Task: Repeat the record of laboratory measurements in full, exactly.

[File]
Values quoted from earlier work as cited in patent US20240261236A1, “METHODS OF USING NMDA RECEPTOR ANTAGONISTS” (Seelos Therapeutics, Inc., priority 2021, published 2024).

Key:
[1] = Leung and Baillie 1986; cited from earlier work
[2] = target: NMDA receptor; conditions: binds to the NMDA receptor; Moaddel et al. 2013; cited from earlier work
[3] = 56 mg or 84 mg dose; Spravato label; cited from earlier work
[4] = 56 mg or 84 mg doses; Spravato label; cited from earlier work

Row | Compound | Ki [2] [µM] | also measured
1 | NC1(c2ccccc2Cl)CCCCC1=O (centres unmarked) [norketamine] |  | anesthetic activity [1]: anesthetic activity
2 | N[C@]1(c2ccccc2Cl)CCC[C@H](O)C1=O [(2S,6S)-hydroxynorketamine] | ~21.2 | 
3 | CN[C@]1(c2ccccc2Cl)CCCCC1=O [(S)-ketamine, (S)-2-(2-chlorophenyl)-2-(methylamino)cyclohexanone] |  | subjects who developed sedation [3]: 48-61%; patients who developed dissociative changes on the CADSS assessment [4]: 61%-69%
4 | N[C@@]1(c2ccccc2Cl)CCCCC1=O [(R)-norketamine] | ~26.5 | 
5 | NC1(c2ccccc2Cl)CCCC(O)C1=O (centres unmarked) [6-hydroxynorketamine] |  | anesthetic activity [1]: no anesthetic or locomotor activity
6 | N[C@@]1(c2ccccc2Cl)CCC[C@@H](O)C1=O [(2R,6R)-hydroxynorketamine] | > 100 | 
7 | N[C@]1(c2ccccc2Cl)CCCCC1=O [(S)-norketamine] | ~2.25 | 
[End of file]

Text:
Values quoted from earlier work as cited in patent US20240261236A1, “METHODS OF USING NMDA RECEPTOR ANTAGONISTS” (Seelos Therapeutics, Inc., priority 2021, published 2024).

Key:
[1] = Leung and Baillie 1986; cited from earlier work
[2] = target: NMDA receptor; conditions: binds to the NMDA receptor; Moaddel et al. 2013; cited from earlier work
[3] = 56 mg or 84 mg dose; Spravato label; cited from earlier work
[4] = 56 mg or 84 mg doses; Spravato label; cited from earlier work

Row | Compound | Ki [2] [µM] | also measured
1 | NC1(c2ccccc2Cl)CCCCC1=O (centres unmarked) [norketamine] |  | anesthetic activity [1]: anesthetic activity
2 | N[C@]1(c2ccccc2Cl)CCC[C@H](O)C1=O [(2S,6S)-hydroxynorketamine] | ~21.2 | 
3 | CN[C@]1(c2ccccc2Cl)CCCCC1=O [(S)-ketamine, (S)-2-(2-chlorophenyl)-2-(methylamino)cyclohexanone] |  | subjects who developed sedation [3]: 48-61%; patients who developed dissociative changes on the CADSS assessment [4]: 61%-69%
4 | N[C@@]1(c2ccccc2Cl)CCCCC1=O [(R)-norketamine] | ~26.5 | 
5 | NC1(c2ccccc2Cl)CCCC(O)C1=O (centres unmarked) [6-hydroxynorketamine] |  | anesthetic activity [1]: no anesthetic or locomotor activity
6 | N[C@@]1(c2ccccc2Cl)CCC[C@@H](O)C1=O [(2R,6R)-hydroxynorketamine] | > 100 | 
7 | N[C@]1(c2ccccc2Cl)CCCCC1=O [(S)-norketamine] | ~2.25 | 